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Re: The Carnivore Diet?

Postby everything on Sun May 27, 2018 8:07 pm

Peacedog wrote:Tim Ferris has done some interesting blogging on his results from fasting. Three to four days is about the max I would personally recommend for most people. The liver by itself holds about 200g of glycogen and it takes most people about two to three days to use all of this up while either fasting or using a ketogenic diet.

Interestingly, the longest recorded medically supervised fast lasted over a year. The patient was grossly obese and went from 456 pounds/207 kilos to 180 pounds/82 kilos. Five years later he weighted 196 pounds/89 kilos. The study can be found here: https://www.ncbi.nlm.nih.gov/pmc/articl ... 5-0056.pdf

An approach that I've seen work well involves fasting two non-consecutive days per week, say a Monday and a Thursday, until you reach your desired bodyweight. Then cut back to one day per week to maintain the target weight. My brother in law did this. He lost over 30 pounds/15 kilos and has kept the weight off for over three years. It's not great for sports performance, but can be very practical for a number of reasons.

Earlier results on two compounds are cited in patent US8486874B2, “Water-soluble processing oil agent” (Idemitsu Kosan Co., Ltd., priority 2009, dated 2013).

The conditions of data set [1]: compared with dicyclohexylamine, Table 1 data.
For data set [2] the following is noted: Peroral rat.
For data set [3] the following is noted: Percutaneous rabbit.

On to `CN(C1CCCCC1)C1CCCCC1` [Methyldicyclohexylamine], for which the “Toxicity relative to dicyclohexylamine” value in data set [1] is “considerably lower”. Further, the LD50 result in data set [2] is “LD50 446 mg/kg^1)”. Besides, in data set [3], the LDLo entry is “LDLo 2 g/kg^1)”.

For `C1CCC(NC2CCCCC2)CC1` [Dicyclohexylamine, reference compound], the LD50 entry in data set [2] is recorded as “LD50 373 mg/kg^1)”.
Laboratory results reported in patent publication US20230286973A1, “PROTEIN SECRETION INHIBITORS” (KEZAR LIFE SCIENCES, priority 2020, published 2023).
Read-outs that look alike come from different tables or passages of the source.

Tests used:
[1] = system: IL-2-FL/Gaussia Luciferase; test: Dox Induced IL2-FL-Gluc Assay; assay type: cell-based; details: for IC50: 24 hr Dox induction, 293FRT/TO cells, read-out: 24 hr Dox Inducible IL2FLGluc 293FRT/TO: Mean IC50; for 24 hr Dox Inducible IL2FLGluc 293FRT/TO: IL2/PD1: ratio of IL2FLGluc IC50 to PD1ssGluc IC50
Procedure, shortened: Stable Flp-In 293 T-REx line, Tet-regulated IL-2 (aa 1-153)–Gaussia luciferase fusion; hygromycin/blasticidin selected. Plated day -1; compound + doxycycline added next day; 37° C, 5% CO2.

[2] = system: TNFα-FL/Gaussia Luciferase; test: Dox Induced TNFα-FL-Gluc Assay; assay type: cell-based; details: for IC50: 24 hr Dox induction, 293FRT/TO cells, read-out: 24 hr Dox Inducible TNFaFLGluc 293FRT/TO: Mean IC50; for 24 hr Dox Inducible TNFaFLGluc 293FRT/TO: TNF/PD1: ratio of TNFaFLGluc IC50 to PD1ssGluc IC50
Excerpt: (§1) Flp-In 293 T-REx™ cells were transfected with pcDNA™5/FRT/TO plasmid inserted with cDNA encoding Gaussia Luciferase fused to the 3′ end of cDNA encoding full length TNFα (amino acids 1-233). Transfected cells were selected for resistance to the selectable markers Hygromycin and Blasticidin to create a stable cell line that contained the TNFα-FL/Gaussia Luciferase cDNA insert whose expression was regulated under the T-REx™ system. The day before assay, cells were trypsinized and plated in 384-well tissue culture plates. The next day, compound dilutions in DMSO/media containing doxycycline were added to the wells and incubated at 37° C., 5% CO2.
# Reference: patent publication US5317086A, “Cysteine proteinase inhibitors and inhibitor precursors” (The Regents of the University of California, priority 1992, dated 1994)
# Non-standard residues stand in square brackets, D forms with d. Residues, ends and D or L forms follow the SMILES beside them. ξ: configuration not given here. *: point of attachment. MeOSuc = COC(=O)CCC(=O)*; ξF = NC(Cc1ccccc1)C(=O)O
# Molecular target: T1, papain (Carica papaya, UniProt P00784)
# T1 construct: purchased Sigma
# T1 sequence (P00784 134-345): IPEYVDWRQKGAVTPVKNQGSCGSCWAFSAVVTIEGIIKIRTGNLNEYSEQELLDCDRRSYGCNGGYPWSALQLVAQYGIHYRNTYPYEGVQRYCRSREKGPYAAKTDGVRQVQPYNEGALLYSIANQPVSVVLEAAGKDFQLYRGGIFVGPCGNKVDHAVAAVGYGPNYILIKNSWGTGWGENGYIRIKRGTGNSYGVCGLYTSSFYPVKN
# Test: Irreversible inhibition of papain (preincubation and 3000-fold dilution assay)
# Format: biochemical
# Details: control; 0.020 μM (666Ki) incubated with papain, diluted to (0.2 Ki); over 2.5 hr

what do people try to do if they actually need the sports performance?

I've been cutting out refined carbs this week and it feels great all around.
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Re: The Carnivore Diet?

Postby Peacedog on Mon May 28, 2018 1:26 am

It depends on what you are doing.

For strength sports you generally need carbs to support muscle building and to keep the body in an anabolic state, particularly if you aren't going to use steroids. This is why pre-steroid bodybuilders used a bulk/cut cycle. That said, you certainly do not ever need refined carbs.